By Marco Cretella
Sub-edited by Catherine de Guise
By the end of the 1950s, cinema had become stale – the tired, post-war theme of good perpetually triumphing over evil had become a cliche. It was, therefore, a sight for sore eyes when a small group of French directors splashed their stunning debuts across the screens. Young audiences were glued to their seats by the tales of misfits, outsiders and cool criminals. Critics hailed the style as ‘La Nouvelle Vague’ (New Wave) and French Art-House Cinema had begun.
Les Quatre Cents Coups/The 400 Blows (Francois Truffaut, 1959)
Truffaut’s stunning debut, a semi-autobiographical tale of an adolescent boy, Antoine Dionel (Jean-Pierre Leuad), who runs away after being caught plagiarising in a writing project at school. He spends his days playing truant around the Pigalle Cinema district in Paris. The famous opening sequence pans around the Eiffel Tower, buildings partially obscuring it, suggesting the real Paris is always slightly out of reach for Antoine.
2) A Bout De Souffle/Breathless (Jean-Luc Godard, 1959)
It is the film that brought Godard and the other New Wave directors to international attention. Suffocatingly cool, each frame could be a poster on a jazz cafe wall, it tells the story of Michel (Jean-Paul Belmondo), a petty criminal who spends his time womanising, conning and stealing until he meets and falls in love with American student Patricia (Jean Seberg). We follow him as he tries to acquire the money to escape Paris with Patricia.
3) Tirez Sur La Pianiste/Shoot The Piano Player (Francois Truffaut, 1960)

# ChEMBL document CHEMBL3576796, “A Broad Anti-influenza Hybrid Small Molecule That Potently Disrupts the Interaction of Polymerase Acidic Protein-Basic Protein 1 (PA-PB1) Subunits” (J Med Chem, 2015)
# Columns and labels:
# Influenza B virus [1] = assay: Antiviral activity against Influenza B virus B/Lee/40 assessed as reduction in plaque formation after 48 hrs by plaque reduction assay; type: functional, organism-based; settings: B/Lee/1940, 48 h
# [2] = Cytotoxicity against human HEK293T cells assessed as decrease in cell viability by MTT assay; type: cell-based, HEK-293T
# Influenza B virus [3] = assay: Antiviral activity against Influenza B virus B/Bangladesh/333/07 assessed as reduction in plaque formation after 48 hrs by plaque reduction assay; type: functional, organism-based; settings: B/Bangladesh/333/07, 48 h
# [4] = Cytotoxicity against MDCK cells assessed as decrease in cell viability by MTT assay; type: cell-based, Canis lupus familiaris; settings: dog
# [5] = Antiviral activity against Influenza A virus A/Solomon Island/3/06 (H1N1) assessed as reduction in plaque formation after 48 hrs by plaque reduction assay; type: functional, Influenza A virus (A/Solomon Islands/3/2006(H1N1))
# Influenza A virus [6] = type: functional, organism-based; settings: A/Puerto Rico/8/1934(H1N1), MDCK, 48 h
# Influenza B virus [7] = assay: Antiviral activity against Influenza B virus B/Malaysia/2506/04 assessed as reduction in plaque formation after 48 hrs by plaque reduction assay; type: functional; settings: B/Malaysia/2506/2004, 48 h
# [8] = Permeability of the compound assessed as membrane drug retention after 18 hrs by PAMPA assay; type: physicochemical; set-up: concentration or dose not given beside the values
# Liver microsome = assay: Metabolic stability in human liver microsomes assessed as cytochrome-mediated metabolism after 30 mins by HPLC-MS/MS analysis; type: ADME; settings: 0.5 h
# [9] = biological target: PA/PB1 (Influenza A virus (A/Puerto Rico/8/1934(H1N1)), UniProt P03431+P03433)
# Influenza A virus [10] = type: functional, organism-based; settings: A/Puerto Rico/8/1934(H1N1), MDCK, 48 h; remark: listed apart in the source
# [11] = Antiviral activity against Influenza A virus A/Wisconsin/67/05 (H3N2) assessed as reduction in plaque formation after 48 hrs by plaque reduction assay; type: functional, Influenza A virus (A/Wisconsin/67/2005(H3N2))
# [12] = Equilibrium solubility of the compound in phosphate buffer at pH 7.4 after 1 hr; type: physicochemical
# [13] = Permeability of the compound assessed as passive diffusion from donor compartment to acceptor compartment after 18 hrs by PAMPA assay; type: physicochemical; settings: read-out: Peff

Truffaut’s second film tells the story of Charlie (Charles Aznavour), a talented musician whose ended up down on his luck playing Paris dive bars and never realising his full potential as a concert pianist. He is desperately shy and we hear his own thoughts as voiceover, as he constantly talks himself out of ‘making a move’ on waitress Lena (Marie Dubois).
4) Weekend (Jean-Luc Godard, 1967)
Godard had made fourteen films since Breathless, but Weekend was to be his last mainstream film. Weekend follows the adventures of a Parisian couple, Roland (Jean Yanne) and Corrine (Mireille Darc), who navigate traffic jams to get to car accidents, so they can steal expensive clothes from the sometimes still alive crash victims. The film runs at a frightening pace, bombarding you with Pop art imagery, graphic depictions of car crashes, cannibal cults, revolutionary ideas and a scene involving Emily Bronte and Tom Thumb that almost defies description.
5) Belle de Jour (Louis Brunel, 1967)
Debutante Catherine Deneuve plays Severine, a rich, sexually repressed housewife who is unable to consummate her marriage. She has dreams of sexually-masochistic situations that, at her dream husband’s direction, become increasingly violent. When a friend tells her of bordellos operating secretly in Paris’s most affluent areas, a journey into a double life as a prostitute begins. Brunel’s film went on to become an internationally renowned classic, watched by millions, but at the time only a few people saw it, its themes making licensing almost impossible.